At the 2017 Shot Show, the main topic of discussion in every booth with a suppressor was the Hearing Protection Act, or HPA (a bill which would remove suppressors from the NFA). In talking to so many people about the topic, we quickly realized that there are a lot of misconceptions out there about what it’s going to take to get it passed. Some people thought it could be passed with an Executive Action, and nearly everyone thought it would be done in the first 90 days of the new presidency.
In order to shed some light on this misunderstood topic, we went straight to the professionals. Todd Rathner is the head of the NFA Freedom Alliance and a member on the NRA’s Board of Directors. To call him knowledgeable when it comes to the HPA is an understatement. This is what we learned from Todd.
Can the HPA be passed by Executive Action?
In short, no—there are all kinds of legislative reasons for this, but at this point in the conversation they don’t really matter. It will take an act of Congress to get HPA passed.
What will it take?
The Senate is the big hang up. At the moment, the HPA would likely get 52 votes, which is eight shy of the 60 that it needs. Most, if not all of those eight votes will have to be Democrats. And, as you can imagine, that’s going to be a tall order.
How long will it take?
Todd’s estimate is that the HPA will take anywhere from a year to two years to get enough support to pass. Of course, this is speculation, but its speculation from a registered gun lobbyist who knows how this stuff works and has a much more educated SWAG (Scientific Wild Ass Guess) than nearly anyone else in the conversation.
What will happen when it passes?
The answer to this question, of course, is speculation as well. But the consensus among industry insiders is similar to the AR world after Sandy Hook. Do you remember people buying $500 rifles for $2000 and leaving with a smile on their face? Yeah, we cringe just thinking about it. Prices skyrocketed immediately as demand over-ran supply, and they stayed there far too long. AMTAC will not be raising prices, but you can certainly expect some of this to be happening elsewhere in the industry.
Existing manufacturers ramped up production, and new companies came out of the woodwork. After a while, prices eventually started to fall as manufacturers caught up on the supply end, but by that time the demand had passed, and everyone was over-stocked. Then, the bottom dropped out, and rifles were selling for less than what the stores had paid for them.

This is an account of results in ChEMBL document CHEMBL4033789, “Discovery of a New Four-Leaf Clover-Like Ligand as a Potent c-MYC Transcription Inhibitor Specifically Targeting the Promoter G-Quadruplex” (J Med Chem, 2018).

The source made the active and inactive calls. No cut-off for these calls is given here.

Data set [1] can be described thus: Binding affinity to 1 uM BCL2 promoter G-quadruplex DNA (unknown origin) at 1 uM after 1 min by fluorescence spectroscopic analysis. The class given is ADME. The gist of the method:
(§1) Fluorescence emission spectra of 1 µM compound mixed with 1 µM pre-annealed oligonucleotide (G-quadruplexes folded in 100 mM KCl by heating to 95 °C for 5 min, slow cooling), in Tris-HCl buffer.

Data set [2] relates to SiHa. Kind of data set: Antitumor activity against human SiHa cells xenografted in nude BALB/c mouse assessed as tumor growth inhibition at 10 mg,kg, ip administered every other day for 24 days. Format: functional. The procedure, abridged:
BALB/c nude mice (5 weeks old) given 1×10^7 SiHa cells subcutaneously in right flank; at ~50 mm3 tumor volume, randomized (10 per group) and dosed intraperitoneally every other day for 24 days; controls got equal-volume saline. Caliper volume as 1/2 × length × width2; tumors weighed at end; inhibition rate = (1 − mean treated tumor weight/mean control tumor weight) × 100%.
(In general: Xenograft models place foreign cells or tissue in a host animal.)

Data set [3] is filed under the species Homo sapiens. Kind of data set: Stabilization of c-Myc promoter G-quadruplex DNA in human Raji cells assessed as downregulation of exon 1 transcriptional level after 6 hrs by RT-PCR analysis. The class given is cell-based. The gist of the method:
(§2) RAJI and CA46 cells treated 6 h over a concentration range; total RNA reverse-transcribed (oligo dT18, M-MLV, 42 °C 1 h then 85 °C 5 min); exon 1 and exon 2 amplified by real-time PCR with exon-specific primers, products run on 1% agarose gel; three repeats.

Eventually, the balance returned, and we’re right back where we started. Companies that let quality slip (both large and small) started to go under, supply and demand fall back in line, and prices are about where they were a few years ago.
Expect something similar to happen with suppressors.
Should you wait or buy now?
One of the obvious lessons of the gun scare was to buy before things got really crazy, but does the same thing apply to suppressors? After all, the HPA will completely change the way that suppressor purchases happen, so is it worth it to just wait? Todd argued that it’s not a good idea to wait.
Not only is it likely that the HPA may take two years (or even longer) to pass, but when it does there will be an immediate run on suppressors, and lots of people will be left out in the cold. In addition to that, the bill also provides for a tax credit on all taxes paid after its introduction, so if you already paid your $200, you’ll be getting it back anyway.
If you want to buy a suppressor, go buy it now. If you wait for the HPA to pass, it’s likely that you’ll end up waiting quite a while longer than you would if you simply had to let the clock tick by on a Form 4 approval.
What can we do?
So, what can we do to help this bill pass? Call your representatives. Let them know that this is important to you. Our best shot at turning the Hearing Protection Act into reality is to make our representatives’ phones ring off the hook.
If you’re a voting member of the NRA, then please vote for Board of Directors’ candidates that support removing suppressors from the NFA. Not everyone from the NRA is on board with the Hearing Protection Act, and we’re going to need a unified front to get this bill passed.
Todd Rathner, Melanie Pepper, Graham Hill all support the HPA.